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“MIT is where I learned to think like an economist,” says Barry Nalebuff, who recently established a charitable remainder unitrust to benefit undergraduate economics and the squash program. “I believe in giving back,” he says. “A unitrust is a fantastic opportunity to invest in MIT. The gift avoids capital gains tax and provides a partial charitable deduction.”

The unitrust will be invested in the MIT endowment—a big benefit, he says. “It’s hard for individuals to get access to this type of high-quality money management, and it’s essentially impossible without paying high fees. This way, I get to free-ride on MIT’s world-class financial management.”

Nalebuff, who earned MIT degrees in mathematics and economics in 1980, left MIT as a Rhodes scholar. He went on to teach at Harvard, Princeton, and now Yale, where he has been a professor of game theory and business strategy since 1990. In addition to his academic work, Nalebuff is coauthor of several best-selling management books, including The Art of Strategy. He met his wife, Helen Kauder, who earned an MIT degree in economics in 1982, at Senior House when they were students. They were married 10 years later.

In 1998, Nalebuff and a former student cofounded Honest Tea. The company was based on economic theory—specifically, on the idea of declining marginal utility. Cutting back the sugar in iced tea would greatly reduce the calories but only marginally reduce the taste, he says. The result is “tea that tastes like tea, not liquid candy.” The company sold 100 million bottles last year. This year, Nalebuff sold Honest Tea to Coca-Cola, and that provided an opportunity to give something back.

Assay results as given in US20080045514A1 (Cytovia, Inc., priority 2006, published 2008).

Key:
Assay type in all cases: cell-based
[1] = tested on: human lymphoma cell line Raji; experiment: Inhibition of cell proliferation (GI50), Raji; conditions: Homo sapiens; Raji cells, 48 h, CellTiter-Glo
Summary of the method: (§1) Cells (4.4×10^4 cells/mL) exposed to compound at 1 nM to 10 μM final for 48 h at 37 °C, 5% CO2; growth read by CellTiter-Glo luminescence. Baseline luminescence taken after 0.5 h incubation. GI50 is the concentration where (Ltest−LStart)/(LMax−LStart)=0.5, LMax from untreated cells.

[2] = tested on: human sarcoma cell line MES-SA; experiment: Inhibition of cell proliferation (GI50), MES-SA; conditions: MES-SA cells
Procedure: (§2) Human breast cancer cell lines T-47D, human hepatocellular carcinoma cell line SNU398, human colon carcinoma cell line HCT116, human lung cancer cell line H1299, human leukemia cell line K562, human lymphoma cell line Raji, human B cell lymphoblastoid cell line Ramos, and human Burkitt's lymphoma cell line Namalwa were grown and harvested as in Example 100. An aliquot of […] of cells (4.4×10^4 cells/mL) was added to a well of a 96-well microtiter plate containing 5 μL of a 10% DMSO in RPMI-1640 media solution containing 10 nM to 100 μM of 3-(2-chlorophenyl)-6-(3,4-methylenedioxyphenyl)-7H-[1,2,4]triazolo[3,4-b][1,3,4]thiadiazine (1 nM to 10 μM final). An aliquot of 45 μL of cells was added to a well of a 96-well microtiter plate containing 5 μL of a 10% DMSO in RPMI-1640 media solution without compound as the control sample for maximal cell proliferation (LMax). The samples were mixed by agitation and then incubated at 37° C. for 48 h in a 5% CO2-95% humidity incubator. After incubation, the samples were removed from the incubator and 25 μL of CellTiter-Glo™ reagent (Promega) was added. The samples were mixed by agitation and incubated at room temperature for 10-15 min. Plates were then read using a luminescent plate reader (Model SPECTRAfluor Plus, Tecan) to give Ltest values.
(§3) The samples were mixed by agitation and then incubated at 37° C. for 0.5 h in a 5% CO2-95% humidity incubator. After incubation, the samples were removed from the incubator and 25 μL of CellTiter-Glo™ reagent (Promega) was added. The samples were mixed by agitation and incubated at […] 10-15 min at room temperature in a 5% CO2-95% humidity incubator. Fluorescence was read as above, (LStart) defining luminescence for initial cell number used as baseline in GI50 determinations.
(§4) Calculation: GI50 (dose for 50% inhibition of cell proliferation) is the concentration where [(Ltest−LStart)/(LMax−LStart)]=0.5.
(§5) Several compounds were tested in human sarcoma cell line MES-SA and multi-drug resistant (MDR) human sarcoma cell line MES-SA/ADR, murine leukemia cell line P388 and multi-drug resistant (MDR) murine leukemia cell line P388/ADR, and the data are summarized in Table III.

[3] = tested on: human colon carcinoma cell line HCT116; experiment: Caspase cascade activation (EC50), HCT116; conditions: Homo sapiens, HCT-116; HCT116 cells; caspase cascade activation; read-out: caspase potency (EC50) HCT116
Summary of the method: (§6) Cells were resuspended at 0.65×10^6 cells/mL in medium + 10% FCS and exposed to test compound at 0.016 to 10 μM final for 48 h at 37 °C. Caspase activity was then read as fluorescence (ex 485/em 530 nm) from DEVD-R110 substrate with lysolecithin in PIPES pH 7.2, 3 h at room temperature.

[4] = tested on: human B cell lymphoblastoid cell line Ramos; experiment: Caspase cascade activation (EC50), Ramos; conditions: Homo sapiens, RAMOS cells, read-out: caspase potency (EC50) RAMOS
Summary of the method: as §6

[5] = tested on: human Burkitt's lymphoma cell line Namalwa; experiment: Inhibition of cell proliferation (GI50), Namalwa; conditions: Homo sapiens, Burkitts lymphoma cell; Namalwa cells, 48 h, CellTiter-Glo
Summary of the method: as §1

“I’m a numbers guy. Doing the numbers shows that the unitrust is a great investment opportunity,” he says. “Just like an MIT education, a unitrust is a gift that gives back and continues to provide a lifetime of rewards. And that’s the sweetest deal there is.”

Donors can now establish trusts invested in the MIT endowment and benefit from its diversified investment portfolio. The income paid by such trusts has the potential to increase over time as the endowment does.

For giving information, contact Judy Sager: 617-253-6463; jsager@mit.edu. Or visit giving.mit.edu/ways/invest-endowment.

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Credit: Len Rubenstein

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